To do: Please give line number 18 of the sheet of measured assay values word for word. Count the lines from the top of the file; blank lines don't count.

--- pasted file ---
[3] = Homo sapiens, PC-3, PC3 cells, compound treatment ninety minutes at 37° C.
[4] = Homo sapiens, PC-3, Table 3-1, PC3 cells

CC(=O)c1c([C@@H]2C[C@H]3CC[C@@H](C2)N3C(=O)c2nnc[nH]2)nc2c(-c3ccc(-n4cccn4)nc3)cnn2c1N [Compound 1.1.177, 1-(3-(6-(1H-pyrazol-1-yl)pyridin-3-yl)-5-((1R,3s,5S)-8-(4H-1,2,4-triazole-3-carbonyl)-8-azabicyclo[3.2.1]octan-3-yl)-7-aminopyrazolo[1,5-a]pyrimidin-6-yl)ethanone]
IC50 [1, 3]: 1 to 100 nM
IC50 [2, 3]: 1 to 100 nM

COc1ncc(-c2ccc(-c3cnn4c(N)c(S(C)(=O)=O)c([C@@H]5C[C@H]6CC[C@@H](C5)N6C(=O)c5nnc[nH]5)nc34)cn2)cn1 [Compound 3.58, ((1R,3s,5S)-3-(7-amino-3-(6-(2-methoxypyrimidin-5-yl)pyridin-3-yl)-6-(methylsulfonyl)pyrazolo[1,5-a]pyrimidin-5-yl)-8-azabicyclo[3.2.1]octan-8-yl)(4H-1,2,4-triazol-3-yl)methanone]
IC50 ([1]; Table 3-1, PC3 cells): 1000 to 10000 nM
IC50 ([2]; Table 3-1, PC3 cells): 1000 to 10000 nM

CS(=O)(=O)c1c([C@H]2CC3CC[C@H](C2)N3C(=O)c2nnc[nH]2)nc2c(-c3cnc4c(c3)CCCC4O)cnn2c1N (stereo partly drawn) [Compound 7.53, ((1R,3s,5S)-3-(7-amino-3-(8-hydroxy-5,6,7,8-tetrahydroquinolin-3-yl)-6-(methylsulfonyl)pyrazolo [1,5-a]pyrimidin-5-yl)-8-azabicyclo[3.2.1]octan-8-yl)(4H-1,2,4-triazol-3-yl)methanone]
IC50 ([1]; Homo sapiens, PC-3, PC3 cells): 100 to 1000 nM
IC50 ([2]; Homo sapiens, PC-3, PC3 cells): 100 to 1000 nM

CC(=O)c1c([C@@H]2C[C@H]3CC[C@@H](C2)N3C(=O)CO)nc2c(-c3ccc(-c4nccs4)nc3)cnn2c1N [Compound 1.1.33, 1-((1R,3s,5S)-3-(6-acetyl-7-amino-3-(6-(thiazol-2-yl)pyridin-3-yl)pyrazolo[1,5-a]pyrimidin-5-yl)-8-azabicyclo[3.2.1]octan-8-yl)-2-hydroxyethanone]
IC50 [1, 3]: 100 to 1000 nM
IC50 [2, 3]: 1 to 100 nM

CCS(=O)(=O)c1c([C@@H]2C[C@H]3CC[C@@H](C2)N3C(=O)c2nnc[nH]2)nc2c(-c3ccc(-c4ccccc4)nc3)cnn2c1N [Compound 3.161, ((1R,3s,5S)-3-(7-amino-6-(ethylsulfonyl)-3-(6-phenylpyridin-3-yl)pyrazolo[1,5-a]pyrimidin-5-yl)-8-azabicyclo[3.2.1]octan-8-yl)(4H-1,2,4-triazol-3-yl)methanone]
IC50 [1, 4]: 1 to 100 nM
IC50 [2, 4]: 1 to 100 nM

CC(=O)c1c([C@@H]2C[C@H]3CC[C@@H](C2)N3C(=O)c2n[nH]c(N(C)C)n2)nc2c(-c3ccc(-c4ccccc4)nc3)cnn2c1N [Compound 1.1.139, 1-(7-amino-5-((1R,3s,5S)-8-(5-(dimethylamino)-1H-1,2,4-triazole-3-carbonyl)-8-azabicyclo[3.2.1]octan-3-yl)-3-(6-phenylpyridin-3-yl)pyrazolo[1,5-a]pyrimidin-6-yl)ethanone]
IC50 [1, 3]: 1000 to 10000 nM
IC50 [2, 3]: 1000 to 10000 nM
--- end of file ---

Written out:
CC(=O)c1c([C@@H]2C[C@H]3CC[C@@H](C2)N3C(=O)c2n[nH]c(N(C)C)n2)nc2c(-c3ccc(-c4ccccc4)nc3)cnn2c1N [Compound 1.1.139, 1-(7-amino-5-((1R,3s,5S)-8-(5-(dimethylamino)-1H-1,2,4-triazole-3-carbonyl)-8-azabicyclo[3.2.1]octan-3-yl)-3-(6-phenylpyridin-3-yl)pyrazolo[1,5-a]pyrimidin-6-yl)ethanone]